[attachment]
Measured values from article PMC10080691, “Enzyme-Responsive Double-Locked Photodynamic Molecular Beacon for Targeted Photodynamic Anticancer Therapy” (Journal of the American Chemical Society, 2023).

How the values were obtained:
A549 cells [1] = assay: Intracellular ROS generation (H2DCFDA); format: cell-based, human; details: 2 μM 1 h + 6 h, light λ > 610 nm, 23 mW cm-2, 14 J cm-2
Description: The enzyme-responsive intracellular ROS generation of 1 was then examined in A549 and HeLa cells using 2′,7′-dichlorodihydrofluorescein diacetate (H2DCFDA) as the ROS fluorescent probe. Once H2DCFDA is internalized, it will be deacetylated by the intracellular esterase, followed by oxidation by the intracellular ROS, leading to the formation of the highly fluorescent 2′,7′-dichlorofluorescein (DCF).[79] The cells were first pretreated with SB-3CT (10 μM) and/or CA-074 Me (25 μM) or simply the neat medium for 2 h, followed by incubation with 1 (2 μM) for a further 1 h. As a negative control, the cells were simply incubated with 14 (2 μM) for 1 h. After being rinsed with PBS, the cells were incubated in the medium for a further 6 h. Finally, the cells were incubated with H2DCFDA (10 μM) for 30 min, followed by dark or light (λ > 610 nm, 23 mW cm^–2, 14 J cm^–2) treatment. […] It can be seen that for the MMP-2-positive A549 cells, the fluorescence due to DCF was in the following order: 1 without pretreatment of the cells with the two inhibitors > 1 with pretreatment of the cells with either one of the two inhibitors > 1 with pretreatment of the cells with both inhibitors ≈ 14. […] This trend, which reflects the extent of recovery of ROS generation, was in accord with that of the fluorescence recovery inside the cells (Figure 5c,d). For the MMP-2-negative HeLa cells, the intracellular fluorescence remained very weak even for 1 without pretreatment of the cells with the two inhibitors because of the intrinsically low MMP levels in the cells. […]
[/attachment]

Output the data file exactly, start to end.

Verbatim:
Measured values from article PMC10080691, “Enzyme-Responsive Double-Locked Photodynamic Molecular Beacon for Targeted Photodynamic Anticancer Therapy” (Journal of the American Chemical Society, 2023).

How the values were obtained:
A549 cells [1] = assay: Intracellular ROS generation (H2DCFDA); format: cell-based, human; details: 2 μM 1 h + 6 h, light λ > 610 nm, 23 mW cm-2, 14 J cm-2
Description: The enzyme-responsive intracellular ROS generation of 1 was then examined in A549 and HeLa cells using 2′,7′-dichlorodihydrofluorescein diacetate (H2DCFDA) as the ROS fluorescent probe. Once H2DCFDA is internalized, it will be deacetylated by the intracellular esterase, followed by oxidation by the intracellular ROS, leading to the formation of the highly fluorescent 2′,7′-dichlorofluorescein (DCF).[79] The cells were first pretreated with SB-3CT (10 μM) and/or CA-074 Me (25 μM) or simply the neat medium for 2 h, followed by incubation with 1 (2 μM) for a further 1 h. As a negative control, the cells were simply incubated with 14 (2 μM) for 1 h. After being rinsed with PBS, the cells were incubated in the medium for a further 6 h. Finally, the cells were incubated with H2DCFDA (10 μM) for 30 min, followed by dark or light (λ > 610 nm, 23 mW cm^–2, 14 J cm^–2) treatment. […] It can be seen that for the MMP-2-positive A549 cells, the fluorescence due to DCF was in the following order: 1 without pretreatment of the cells with the two inhibitors > 1 with pretreatment of the cells with either one of the two inhibitors > 1 with pretreatment of the cells with both inhibitors ≈ 14. […] This trend, which reflects the extent of recovery of ROS generation, was in accord with that of the fluorescence recovery inside the cells (Figure 5c,d). For the MMP-2-negative HeLa cells, the intracellular fluorescence remained very weak even for 1 without pretreatment of the cells with the two inhibitors because of the intrinsically low MMP levels in the cells. […]